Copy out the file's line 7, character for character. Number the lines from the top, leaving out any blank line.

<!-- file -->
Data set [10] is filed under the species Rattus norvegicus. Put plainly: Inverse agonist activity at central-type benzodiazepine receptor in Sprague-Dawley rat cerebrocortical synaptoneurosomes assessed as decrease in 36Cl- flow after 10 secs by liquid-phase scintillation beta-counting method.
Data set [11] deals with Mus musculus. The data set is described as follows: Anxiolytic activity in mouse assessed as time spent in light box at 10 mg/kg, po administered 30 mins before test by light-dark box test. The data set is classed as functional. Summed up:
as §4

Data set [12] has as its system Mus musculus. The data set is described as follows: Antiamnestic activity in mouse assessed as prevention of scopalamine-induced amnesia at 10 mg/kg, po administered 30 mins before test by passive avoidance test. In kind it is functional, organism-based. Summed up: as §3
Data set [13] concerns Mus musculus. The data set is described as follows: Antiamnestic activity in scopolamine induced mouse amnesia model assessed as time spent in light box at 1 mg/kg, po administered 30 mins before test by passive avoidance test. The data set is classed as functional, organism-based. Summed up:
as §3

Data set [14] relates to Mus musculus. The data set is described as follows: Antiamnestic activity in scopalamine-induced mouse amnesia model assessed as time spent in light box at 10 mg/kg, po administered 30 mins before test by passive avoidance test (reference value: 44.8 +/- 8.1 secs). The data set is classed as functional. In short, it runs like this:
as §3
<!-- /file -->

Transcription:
Data set [14] relates to Mus musculus. The data set is described as follows: Antiamnestic activity in scopalamine-induced mouse amnesia model assessed as time spent in light box at 10 mg/kg, po administered 30 mins before test by passive avoidance test (reference value: 44.8 +/- 8.1 secs). The data set is classed as functional. In short, it runs like this: